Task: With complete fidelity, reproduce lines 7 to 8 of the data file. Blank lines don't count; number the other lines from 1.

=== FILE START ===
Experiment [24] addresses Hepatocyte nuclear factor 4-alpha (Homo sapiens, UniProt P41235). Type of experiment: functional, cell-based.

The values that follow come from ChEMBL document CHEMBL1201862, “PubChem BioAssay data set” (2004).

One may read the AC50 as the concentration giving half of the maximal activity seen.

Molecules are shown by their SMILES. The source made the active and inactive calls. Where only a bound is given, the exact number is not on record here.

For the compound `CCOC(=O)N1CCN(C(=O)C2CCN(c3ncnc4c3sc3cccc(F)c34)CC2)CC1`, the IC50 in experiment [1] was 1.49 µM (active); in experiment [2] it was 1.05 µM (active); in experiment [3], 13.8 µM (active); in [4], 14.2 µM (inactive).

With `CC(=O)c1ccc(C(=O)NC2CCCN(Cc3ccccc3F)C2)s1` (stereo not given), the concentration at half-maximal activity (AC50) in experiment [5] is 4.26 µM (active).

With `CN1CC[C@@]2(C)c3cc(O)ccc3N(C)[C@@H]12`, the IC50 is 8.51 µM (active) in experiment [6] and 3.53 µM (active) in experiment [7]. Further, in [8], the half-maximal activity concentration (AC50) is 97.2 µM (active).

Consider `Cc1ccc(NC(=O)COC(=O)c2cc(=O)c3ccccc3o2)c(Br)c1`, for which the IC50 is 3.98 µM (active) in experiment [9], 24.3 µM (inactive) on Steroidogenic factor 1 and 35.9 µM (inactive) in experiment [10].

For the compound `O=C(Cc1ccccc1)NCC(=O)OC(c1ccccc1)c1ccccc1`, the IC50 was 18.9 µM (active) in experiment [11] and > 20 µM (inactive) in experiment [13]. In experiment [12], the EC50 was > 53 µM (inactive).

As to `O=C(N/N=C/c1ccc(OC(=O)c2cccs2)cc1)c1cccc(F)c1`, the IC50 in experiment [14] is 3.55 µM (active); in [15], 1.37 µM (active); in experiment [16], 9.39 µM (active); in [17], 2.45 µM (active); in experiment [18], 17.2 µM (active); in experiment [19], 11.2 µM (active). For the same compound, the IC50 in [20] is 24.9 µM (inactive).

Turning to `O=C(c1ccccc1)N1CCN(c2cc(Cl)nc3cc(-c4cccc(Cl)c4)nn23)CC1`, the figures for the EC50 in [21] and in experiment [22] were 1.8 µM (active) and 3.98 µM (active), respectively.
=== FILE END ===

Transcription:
With `CN1CC[C@@]2(C)c3cc(O)ccc3N(C)[C@@H]12`, the IC50 is 8.51 µM (active) in experiment [6] and 3.53 µM (active) in experiment [7]. Further, in [8], the half-maximal activity concentration (AC50) is 97.2 µM (active).

Consider `Cc1ccc(NC(=O)COC(=O)c2cc(=O)c3ccccc3o2)c(Br)c1`, for which the IC50 is 3.98 µM (active) in experiment [9], 24.3 µM (inactive) on Steroidogenic factor 1 and 35.9 µM (inactive) in experiment [10].